The Age Of Business Profits And Societal Impact

Arindam BhattacharyaDecember 11, 20204936 min

During the late twentieth century, most leaders of global companies felt obliged to serve one master above others: investors. The game, they thought, was to maximize returns to shareholders, and they left it to governments and nongovernmental organizations (NGOs) to solve global warming, poverty, water scarcity, and other abiding societal problems. The economist Milton Friedman justified this view, writing, “There is one and only one social responsibility of business—to use its resources and engage in activities designed to increase its profits.” In line with this philosophy, many companies channeled a portion of their profits to fund Corporate Social responsibility (CSR) initiatives—that charitable action felt good to leaders, and it was good for the brand. Yet CSR was always thought of as “the ‘poor cousin’ of the business world,” as one CEO has noted, even as the need to address Environmental, Social, and Corporate Governance (ESG) goals mounted.

Today, companies and leaders know they can no longer sit on the sidelines when it comes to social and environmental issues. Problems like climate change, inequality, and pandemics are worsening, requiring action beyond what government alone can manage and fueling public demands for business to take responsibility and show leadership. As Roberto Marques told us, “If the world dies, we won’t have a business.”

Stakeholders also have more power than ever to hold individual firms accountable for taking action. With the democratization of media, the public enjoys unprecedented access to immediate and reliable information about companies, their operations, and their impacts. Standards, metrics, and data relating to ESG issues are becoming more plentiful and reliable. In 2018, 86 percent of the S&P 500 included data about their sustainability performance in their annual reports. Reporting on ESG performance was becoming an industry in itself, estimated to be worth over $400 million by 2020. Even more information about companies will become available in the years ahead. In 2018, investors representing $5 trillion in assets requested that the US government require public companies to disclose standard ESG measures relevant to their businesses. That same year, Chinese regulators announced that, by 2020, listed companies in that country would also have to disclose data on ESG performance.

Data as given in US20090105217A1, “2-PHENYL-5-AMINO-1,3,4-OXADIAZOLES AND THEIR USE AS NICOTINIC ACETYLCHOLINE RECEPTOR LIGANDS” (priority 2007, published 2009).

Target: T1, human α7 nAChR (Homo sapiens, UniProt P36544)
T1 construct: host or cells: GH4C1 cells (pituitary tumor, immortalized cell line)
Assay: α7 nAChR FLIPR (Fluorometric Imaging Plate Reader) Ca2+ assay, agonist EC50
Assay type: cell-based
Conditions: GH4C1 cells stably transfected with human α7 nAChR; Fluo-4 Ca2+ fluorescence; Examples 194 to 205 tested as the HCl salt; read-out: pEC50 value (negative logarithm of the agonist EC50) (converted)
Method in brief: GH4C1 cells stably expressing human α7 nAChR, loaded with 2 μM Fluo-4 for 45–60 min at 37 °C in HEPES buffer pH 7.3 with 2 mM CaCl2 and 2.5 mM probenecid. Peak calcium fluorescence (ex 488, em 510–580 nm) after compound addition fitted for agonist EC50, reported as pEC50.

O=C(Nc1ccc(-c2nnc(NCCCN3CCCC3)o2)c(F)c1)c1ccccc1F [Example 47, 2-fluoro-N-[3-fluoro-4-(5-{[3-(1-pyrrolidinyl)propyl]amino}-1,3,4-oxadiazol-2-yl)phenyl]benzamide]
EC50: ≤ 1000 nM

In our age of transparency and mounting global crises, consumers no longer simply seek a satisfying product, service, or experience from companies with whom they do business. They expect that companies will minimize their negative impacts on society and the environment and even contribute solutions to pressing problems. Research shows that a strong majority of consumers around the world make purchasing decisions based on societal or environmental considerations. Politics play a role, as consumers are becoming increasingly polarized and eager to express themselves via their buying choices. One survey found almost a third of Generation Z consumers globally have refused to do business with a brand they regarded as unsustainable, while in the United States over 90 percent of millennials would leave brands that didn’t advocate for a cause for ones that did. Over three-quarters of Americans indicated they would express their displeasure with a brand whose stances clashed with their beliefs by boycotting the brand.

Case Study: PepsiCo’s Impact Strategy

These shifts translate into actual business results. When Indra Nooyi took over as PepsiCo’s CEO in 2006, the company and its peers were facing consumer concerns around the health effects of carbonated beverages, rising demands for a “soda tax” by activists, and questions around the sustainability of its production processes (including its water usage). Determined to reinvent the company and deliver positive benefits to all stakeholders, Nooyi in 2006 introduced a new vision for the company called Performance with Purpose (PwP), which integrated sustainability and purpose into the company’s core operations. As Nooyi remarked, the strategy reflected a recognition that “our success—and the success of the communities we serve and the wider world—are inextricably bound together.”

To bring PwP to life, the company pursued a strategy aimed at delivering top-tier performance for all its stakeholders by focusing on three pillars: “Improving the products we sell, operating responsibly to protect our planet, and empowering people around the world.” PepsiCo made its existing products healthier (eliminating excessive sugars, saturated fats, and sodium while removing trans fats entirely) and built a portfolio of healthy products. It hired its first chief scientific officer to help it focus on improving current products and drive its investments in new products. To operate more responsibly, the company launched a sustainable farming program (SFP) designed to make farming more productive and profitable for growers, reduce farming’s impact on the planet, and support the rights of farm workers. To empower its people, the company started PepsiCo University, with online courses that helped associates upskill, and it also placed a greater focus on ensuring the diversity of its workforce.